Free Will vs Determinism

Beth brought up some interesting points about the future of search in her recent post. The move towards more contextual search means search engines like Google will be able to make predictions about what you’re searching for and give you highly contextual and personalized results. But what are the implications of that from the perspective of free will?

There’s no conspiracy theory here. It’s simply the battle of free-will versus determinism that has been going on since the beginning of civilization. How much free will are we willing to give away to reap the benefits of our technology? At what point does it stop becoming worth it? At what point do our lives become so predetermined and templated that they become essentially meaningless? For most of human history, people’s lives were predetermined and meaningless. The vast majority of people were poor, ignorant, and had very little social or economic freedom. In the modern world, and especially the United States, we enjoy the most free will human beings have ever had – And yet we are in danger of throwing it all away.

Consider that the “choices” you’d be making would be completely predetermined by computer algorithms, making you less in control of your destiny. You would be classified and put in various groups such that you and people like you would be led like blind sheep towards certain products or services – All while having the illusion that you are the one in control!

Granted, we can’t really prove or disprove whether or not we have free will even now. It very well could be an illusion, regardless of technology. However, it is the BELIEF in free will that allows people to do great things.


In Cardinal Nick Mahoney’s recent post he brought up an interesting topic which is the privacy of our information. Are we entering an era of virtually no privacy due to the internet? Possibly. And it’s not just about what we do on websites. A recent 60 minutes story showed how some companies are considering adding cameras to their storefronts with facial recognition software, much like Minority Report – Allowing them to personalize experiences to those individuals based on what they know about them. Of course, there are pros and cons to this reduced privacy.

It could be a a world in which there are no kidnappings, rapes, or murders (or at least none that will go without justice) due to the myriad of cameras and tracking devices that will permeate our designed and built environment.

There will be greater transparency in both corporations and the government. There will be fewer secrets and greater accountability for CEOs, politicians, and Wall Street. This would hopefully lead to having leaders of greater character than we have currently.

Less secrets in general would lead to greater honesty and truth in our society – Certainly a good thing considering deception is the very nature of evil and the basis of corruption.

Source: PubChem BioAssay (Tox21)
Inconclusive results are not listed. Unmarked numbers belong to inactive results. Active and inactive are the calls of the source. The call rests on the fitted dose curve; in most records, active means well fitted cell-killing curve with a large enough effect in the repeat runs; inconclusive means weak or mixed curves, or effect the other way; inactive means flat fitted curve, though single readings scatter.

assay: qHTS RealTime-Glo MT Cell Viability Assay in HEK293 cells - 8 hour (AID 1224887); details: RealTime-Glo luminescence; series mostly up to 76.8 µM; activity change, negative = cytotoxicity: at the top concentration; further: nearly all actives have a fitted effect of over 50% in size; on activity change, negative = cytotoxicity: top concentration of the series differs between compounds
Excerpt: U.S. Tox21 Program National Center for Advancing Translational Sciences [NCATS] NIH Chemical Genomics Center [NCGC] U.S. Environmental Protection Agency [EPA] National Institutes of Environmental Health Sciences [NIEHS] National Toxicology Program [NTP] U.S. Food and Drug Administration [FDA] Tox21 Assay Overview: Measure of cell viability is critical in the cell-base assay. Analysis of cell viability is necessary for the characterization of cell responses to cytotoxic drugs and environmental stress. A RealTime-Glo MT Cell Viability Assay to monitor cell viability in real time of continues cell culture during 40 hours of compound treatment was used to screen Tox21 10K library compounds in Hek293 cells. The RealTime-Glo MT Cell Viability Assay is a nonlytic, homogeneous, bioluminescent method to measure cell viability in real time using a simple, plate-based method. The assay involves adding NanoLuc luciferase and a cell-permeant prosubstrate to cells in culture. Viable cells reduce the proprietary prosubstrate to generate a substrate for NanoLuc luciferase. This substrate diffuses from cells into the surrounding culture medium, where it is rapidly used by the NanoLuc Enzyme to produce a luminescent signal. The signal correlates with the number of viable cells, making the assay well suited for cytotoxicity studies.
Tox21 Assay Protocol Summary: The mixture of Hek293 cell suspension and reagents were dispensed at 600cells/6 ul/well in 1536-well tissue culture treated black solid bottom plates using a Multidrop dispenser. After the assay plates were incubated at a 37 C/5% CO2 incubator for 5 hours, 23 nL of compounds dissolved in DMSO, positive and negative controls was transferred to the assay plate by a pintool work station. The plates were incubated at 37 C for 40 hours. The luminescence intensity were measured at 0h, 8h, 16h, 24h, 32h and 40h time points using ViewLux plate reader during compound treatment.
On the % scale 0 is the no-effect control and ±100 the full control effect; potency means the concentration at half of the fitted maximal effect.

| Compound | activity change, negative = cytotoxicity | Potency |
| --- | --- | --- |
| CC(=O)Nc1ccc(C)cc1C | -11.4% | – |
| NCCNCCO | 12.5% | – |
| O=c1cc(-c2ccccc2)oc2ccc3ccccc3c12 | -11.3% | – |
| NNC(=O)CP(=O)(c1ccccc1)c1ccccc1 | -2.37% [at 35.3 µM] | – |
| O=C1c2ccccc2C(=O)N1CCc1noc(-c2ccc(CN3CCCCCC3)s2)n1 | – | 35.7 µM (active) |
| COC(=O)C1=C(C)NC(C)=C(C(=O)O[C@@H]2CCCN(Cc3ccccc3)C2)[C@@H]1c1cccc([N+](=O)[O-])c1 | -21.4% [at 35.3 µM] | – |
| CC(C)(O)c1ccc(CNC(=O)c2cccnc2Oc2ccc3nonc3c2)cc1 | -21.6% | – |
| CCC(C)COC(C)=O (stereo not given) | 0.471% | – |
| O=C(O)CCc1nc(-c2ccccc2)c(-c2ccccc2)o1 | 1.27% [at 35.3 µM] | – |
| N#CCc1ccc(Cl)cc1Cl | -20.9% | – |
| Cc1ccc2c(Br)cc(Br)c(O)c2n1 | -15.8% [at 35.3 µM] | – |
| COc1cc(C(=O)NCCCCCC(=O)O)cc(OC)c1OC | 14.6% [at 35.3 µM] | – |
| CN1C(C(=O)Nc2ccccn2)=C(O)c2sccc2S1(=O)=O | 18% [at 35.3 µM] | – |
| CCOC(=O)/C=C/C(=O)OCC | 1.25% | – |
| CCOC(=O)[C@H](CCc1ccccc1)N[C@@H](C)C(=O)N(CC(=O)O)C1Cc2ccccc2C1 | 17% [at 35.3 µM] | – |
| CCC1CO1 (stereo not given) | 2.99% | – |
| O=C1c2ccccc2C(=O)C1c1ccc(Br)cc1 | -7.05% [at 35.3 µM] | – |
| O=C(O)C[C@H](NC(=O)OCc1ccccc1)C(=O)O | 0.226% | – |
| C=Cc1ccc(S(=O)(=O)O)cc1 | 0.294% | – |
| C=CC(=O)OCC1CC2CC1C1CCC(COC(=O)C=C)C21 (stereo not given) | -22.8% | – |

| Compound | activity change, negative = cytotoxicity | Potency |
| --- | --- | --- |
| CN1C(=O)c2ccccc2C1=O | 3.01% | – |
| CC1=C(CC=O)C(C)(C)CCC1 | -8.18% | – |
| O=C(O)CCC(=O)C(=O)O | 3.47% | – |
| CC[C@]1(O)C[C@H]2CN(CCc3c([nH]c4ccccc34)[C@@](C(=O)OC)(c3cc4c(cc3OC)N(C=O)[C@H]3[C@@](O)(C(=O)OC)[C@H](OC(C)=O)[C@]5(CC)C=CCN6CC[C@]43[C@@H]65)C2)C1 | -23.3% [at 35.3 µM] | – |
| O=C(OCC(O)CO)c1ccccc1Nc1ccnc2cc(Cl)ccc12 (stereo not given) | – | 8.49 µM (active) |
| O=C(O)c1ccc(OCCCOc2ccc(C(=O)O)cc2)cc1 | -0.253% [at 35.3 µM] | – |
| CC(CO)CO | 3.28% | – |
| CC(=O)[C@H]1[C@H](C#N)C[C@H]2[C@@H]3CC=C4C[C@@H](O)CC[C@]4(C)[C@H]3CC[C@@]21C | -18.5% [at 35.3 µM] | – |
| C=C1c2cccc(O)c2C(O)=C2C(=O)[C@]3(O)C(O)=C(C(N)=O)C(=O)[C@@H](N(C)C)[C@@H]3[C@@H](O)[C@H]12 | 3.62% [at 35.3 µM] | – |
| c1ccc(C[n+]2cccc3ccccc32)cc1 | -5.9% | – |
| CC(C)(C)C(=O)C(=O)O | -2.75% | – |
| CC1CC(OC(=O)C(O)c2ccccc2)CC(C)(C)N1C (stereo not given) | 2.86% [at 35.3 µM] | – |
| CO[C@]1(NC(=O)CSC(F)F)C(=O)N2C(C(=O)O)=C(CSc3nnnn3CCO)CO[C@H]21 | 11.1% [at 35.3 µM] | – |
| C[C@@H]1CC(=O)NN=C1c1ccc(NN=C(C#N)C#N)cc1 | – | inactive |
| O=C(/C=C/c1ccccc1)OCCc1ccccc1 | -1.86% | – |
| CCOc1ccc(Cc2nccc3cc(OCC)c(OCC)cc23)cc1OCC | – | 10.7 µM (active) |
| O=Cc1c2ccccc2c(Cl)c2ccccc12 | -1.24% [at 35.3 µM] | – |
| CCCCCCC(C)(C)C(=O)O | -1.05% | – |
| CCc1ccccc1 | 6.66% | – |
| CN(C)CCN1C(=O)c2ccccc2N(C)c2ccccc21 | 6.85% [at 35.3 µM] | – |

A police state not unlike 1984 in which every move you make or thing you say can be held against you. Conspiracy theories aside, it’s really not that far-fetched and we’ve been slowly moving towards it rather we like it or not.

All things considered we have to realize that there will undoubtedly be less privacy in the future – In fact it may be something people pay a premium for one day. Don’t take it for granted and enjoy it while it lasts. Get all of the skeletons out of the closet now. Fess up about those hookers you payed for at your bachelor party – Or your wife will find the video footage… or the audio … or the texts…or the Facebook post… or the Instagram post… or the payment history from online bank statements… Or the Xbox One recorded video… or the webcam video from your laptop… or the Google Glass video…

Should I Lose Hope???

Not at all! To end on a positive note, there have been proposals for a “Digital Bill of Rights” protecting people’s information on the web. This is a MUST in order for the internet to keep our society open, and to support a middle class of individuals trying to make a living. I would argue that it is just as important as the United States Bill of Rights, perhaps even more so because it actually involves everyone that uses the internet, regardless of nationality – And that’s BILLIONS of people.

1. Freedom – digital citizens have a right to a free, uncensored internet
2. Openness – digital citizens have a right to an open, unobstructed internet
3. Equality – all digital citizens are created equal on the internet
4. Participation – digital citizens have a right to peaceably participate where and how they choose on the internet
5. Creativity – digital citizens have a right to create, grow and collaborate on the internet, and be held accountable for what they create
6. Sharing – digital citizens have a right to freely share their ideas, lawful discoveries and opinions on the internet
7. Accessibility – digital citizens have a right to access the internet equally, regardless of who they are or where they are
8. Association – digital citizens have a right to freely associate on the internet
9. Privacy – digital citizens have a right to privacy on the internet
10. Property – digital citizens have a right to benefit from what they create, and be secure in their intellectual property on the internet

Just keep this in mind – The future of the web is very closely tied to the future of modern civilization. If you don’t see that yet, you soon will – But in the last and final part of this series we will explore the more distant future and just what the web can become ULTIMATELY. I can promise you the climax will blow your mind. Stay tuned.

Digital Bill of Rights –
Who Owns The FutureJaron Lanier Book on Amazon